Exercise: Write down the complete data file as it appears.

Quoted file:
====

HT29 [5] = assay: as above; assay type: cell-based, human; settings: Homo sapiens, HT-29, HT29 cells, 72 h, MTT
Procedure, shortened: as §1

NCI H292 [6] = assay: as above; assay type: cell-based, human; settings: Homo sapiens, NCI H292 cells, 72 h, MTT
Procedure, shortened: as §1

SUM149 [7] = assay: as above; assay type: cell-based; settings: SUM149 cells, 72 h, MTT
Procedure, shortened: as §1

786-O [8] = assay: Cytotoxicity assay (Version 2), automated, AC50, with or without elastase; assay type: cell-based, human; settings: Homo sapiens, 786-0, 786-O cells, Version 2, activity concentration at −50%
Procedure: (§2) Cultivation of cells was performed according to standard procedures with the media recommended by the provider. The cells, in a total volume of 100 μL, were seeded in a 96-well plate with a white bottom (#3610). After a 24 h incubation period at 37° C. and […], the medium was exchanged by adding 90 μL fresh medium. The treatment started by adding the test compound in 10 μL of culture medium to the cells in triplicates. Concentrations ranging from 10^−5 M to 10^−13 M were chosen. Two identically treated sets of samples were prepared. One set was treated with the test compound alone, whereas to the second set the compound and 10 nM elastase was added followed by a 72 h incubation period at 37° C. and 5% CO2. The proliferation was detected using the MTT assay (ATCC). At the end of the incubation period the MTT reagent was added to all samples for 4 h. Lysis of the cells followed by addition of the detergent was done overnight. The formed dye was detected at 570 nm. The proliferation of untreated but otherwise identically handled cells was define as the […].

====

HT29 [5] = assay: as above; assay type: cell-based, human; settings: Homo sapiens, HT-29, HT29 cells, 72 h, MTT
Procedure, shortened: as §1

NCI H292 [6] = assay: as above; assay type: cell-based, human; settings: Homo sapiens, NCI H292 cells, 72 h, MTT
Procedure, shortened: as §1

SUM149 [7] = assay: as above; assay type: cell-based; settings: SUM149 cells, 72 h, MTT
Procedure, shortened: as §1

786-O [8] = assay: Cytotoxicity assay (Version 2), automated, AC50, with or without elastase; assay type: cell-based, human; settings: Homo sapiens, 786-0, 786-O cells, Version 2, activity concentration at −50%
Procedure: (§2) Cultivation of cells was performed according to standard procedures with the media recommended by the provider. The cells, in a total volume of 100 μL, were seeded in a 96-well plate with a white bottom (#3610). After a 24 h incubation period at 37° C. and […], the medium was exchanged by adding 90 μL fresh medium. The treatment started by adding the test compound in 10 μL of culture medium to the cells in triplicates. Concentrations ranging from 10^−5 M to 10^−13 M were chosen. Two identically treated sets of samples were prepared. One set was treated with the test compound alone, whereas to the second set the compound and 10 nM elastase was added followed by a 72 h incubation period at 37° C. and 5% CO2. The proliferation was detected using the MTT assay (ATCC). At the end of the incubation period the MTT reagent was added to all samples for 4 h. Lysis of the cells followed by addition of the detergent was done overnight. The formed dye was detected at 570 nm. The proliferation of untreated but otherwise identically handled cells was define as the […].